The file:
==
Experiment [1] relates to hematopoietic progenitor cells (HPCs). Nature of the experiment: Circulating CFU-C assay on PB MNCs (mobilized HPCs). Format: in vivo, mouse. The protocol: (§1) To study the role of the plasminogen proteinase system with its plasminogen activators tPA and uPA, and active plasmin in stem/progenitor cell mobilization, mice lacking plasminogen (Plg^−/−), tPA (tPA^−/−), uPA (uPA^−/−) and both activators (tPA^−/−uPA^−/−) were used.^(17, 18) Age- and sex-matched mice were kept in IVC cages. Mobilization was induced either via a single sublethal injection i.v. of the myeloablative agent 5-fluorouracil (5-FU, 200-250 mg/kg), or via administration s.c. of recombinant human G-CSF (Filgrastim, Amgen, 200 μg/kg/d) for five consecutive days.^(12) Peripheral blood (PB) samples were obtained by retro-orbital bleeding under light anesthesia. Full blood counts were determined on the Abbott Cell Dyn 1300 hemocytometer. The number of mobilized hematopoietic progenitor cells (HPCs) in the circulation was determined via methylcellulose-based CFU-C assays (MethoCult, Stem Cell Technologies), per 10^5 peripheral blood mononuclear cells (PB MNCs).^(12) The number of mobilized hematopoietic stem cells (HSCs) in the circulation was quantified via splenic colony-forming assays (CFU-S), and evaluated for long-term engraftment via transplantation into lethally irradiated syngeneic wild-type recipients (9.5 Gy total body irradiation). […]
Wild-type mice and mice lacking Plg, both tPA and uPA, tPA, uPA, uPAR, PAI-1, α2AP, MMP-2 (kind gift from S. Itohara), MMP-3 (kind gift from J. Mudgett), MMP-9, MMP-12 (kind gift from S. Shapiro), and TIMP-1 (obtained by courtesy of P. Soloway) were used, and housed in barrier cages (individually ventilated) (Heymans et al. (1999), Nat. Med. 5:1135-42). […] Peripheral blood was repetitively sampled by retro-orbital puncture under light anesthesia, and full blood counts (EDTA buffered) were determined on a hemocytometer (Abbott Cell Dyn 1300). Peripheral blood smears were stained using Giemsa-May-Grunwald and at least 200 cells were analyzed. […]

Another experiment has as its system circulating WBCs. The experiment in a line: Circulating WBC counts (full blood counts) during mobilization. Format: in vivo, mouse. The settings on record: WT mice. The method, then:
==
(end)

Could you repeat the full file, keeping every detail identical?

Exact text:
Experiment [1] relates to hematopoietic progenitor cells (HPCs). Nature of the experiment: Circulating CFU-C assay on PB MNCs (mobilized HPCs). Format: in vivo, mouse. The protocol: (§1) To study the role of the plasminogen proteinase system with its plasminogen activators tPA and uPA, and active plasmin in stem/progenitor cell mobilization, mice lacking plasminogen (Plg^−/−), tPA (tPA^−/−), uPA (uPA^−/−) and both activators (tPA^−/−uPA^−/−) were used.^(17, 18) Age- and sex-matched mice were kept in IVC cages. Mobilization was induced either via a single sublethal injection i.v. of the myeloablative agent 5-fluorouracil (5-FU, 200-250 mg/kg), or via administration s.c. of recombinant human G-CSF (Filgrastim, Amgen, 200 μg/kg/d) for five consecutive days.^(12) Peripheral blood (PB) samples were obtained by retro-orbital bleeding under light anesthesia. Full blood counts were determined on the Abbott Cell Dyn 1300 hemocytometer. The number of mobilized hematopoietic progenitor cells (HPCs) in the circulation was determined via methylcellulose-based CFU-C assays (MethoCult, Stem Cell Technologies), per 10^5 peripheral blood mononuclear cells (PB MNCs).^(12) The number of mobilized hematopoietic stem cells (HSCs) in the circulation was quantified via splenic colony-forming assays (CFU-S), and evaluated for long-term engraftment via transplantation into lethally irradiated syngeneic wild-type recipients (9.5 Gy total body irradiation). […]
Wild-type mice and mice lacking Plg, both tPA and uPA, tPA, uPA, uPAR, PAI-1, α2AP, MMP-2 (kind gift from S. Itohara), MMP-3 (kind gift from J. Mudgett), MMP-9, MMP-12 (kind gift from S. Shapiro), and TIMP-1 (obtained by courtesy of P. Soloway) were used, and housed in barrier cages (individually ventilated) (Heymans et al. (1999), Nat. Med. 5:1135-42). […] Peripheral blood was repetitively sampled by retro-orbital puncture under light anesthesia, and full blood counts (EDTA buffered) were determined on a hemocytometer (Abbott Cell Dyn 1300). Peripheral blood smears were stained using Giemsa-May-Grunwald and at least 200 cells were analyzed. […]

Another experiment has as its system circulating WBCs. The experiment in a line: Circulating WBC counts (full blood counts) during mobilization. Format: in vivo, mouse. The settings on record: WT mice. The method, then: